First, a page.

Hubble measurements suggest disparity in Hubble constant calculations is not a fluke
Hubble's measurements of today's expansion rate do not match the rate that was expected based on how the Universe appeared shortly after the Big Bang over 13 billion years ago. Using new data from the NASA/ESA Hubble Space Telescope, astronomers have significantly lowered the possibility that this discrepancy is a fluke. (2019-04-25)

Tsoi lives in Malaysian forests
Sergey Ermilov, a researcher from Tyumen State University, discovered and described a new species of oribatid mites that lives on the forest floors in Malaysia. The species was named Trachyoribates viktortsoii after Viktor Tsoi, a Soviet rock musician, songwriter, and artist who had a great influence both on the Russian culture in general and the discoverer of the new species in particular. (2019-12-11)

Common -- but without a name
The most commonly occurring red alga in the Bangiales in New Zealand has at last received a formal scientific name. Pyropia plicata, an intertidal red alga, is found in the North, South and Chatham Islands. It had been confused for years with another species from New Zealand. Known as karengo, it is eaten and highly prized by Maori as a taonga or treasure. The paper was published in the open access journal PhytoKeys. (2013-03-28)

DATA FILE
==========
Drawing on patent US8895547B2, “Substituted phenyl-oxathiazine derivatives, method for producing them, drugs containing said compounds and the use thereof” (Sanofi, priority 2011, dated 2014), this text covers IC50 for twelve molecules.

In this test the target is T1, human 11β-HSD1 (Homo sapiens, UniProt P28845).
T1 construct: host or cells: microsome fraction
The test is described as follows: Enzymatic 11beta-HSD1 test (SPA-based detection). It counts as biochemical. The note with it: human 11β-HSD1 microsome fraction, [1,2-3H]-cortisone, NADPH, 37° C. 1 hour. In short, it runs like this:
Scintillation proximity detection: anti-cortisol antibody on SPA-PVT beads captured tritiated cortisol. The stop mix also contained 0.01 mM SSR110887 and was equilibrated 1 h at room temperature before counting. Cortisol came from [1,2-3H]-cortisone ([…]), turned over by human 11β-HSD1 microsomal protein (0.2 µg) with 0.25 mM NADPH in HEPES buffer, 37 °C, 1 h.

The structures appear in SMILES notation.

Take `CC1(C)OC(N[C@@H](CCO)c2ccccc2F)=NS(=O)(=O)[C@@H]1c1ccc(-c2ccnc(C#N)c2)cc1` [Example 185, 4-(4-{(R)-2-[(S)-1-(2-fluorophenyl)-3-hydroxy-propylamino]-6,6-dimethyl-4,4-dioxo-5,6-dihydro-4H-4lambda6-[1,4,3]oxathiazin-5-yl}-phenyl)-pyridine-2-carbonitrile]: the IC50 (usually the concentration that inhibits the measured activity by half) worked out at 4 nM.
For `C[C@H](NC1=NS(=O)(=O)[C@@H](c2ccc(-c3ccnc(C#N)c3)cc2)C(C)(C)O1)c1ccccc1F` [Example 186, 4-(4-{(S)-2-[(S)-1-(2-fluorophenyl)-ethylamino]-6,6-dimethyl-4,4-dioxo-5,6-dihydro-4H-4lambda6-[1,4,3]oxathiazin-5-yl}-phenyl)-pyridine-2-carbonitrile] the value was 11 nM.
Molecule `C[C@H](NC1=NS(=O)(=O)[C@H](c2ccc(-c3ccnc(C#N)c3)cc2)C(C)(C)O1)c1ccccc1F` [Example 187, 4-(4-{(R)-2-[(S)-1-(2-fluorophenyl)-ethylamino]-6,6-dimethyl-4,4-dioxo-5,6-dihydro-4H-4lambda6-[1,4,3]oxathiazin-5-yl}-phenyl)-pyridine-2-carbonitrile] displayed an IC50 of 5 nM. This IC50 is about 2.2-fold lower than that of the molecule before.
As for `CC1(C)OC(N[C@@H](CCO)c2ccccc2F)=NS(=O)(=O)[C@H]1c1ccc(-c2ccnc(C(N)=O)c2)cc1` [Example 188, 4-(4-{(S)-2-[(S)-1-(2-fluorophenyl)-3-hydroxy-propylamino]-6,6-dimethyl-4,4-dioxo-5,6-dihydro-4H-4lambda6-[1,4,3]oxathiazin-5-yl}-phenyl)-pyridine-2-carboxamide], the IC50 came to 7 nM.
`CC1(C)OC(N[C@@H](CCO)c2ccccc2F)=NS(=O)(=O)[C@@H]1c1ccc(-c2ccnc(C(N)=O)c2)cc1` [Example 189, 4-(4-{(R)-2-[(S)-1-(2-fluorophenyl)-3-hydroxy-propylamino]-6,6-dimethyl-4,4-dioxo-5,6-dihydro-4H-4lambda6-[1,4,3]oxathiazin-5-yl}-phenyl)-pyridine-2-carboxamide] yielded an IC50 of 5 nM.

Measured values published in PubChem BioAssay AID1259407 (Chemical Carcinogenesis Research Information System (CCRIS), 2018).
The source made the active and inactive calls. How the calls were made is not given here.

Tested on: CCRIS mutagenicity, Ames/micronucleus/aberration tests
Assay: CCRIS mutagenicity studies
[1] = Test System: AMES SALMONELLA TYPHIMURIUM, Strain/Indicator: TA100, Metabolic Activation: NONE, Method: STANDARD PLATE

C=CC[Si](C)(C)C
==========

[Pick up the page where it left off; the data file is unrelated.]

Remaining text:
Computer bots are more like humans than you might think, having fights lasting years
Bots appear to behave differently in culturally distinct online environments. The paper says the findings are a warning to those using artificial intelligence for building autonomous vehicles, cyber security systems or for managing social media. (2017-02-23)

Family tree of blood production reveals hundreds of thousands of stem cells
Adult humans have ten times more blood-creating stem cells in their bone marrow than previously thought, ranging between 50,000 and 200,000 stem cells. Researchers developed a new approach for studying stem cells, based on methods used in ecology. The results in Nature present a new opportunity for studying how human stem cells throughout the body change during ageing and disease, and could lead to insights on cancer development and stem cell therapies. (2018-09-05)

Oncotarget: Both BRCA1-wild type and -mutant triple-negative breast cancers show
Oncotarget Volume 11 Issue 8 features Figure 8, 'MLN4924 treatment induces DNA damage by stabilizing CDT1 and accumulates the cells in S phase which are enhanced by MLN4924/cisplatin co-treatment,' by Misra, et al. (2020-02-26)

Hubble reveals latest portrait of Saturn
The NASA/ESA Hubble Space Telescope's Wide Field Camera 3 observed Saturn on 20 June 2019 as the planet made its closest approach to Earth this year, at approximately 1.36 billion kilometres away. (2019-09-12)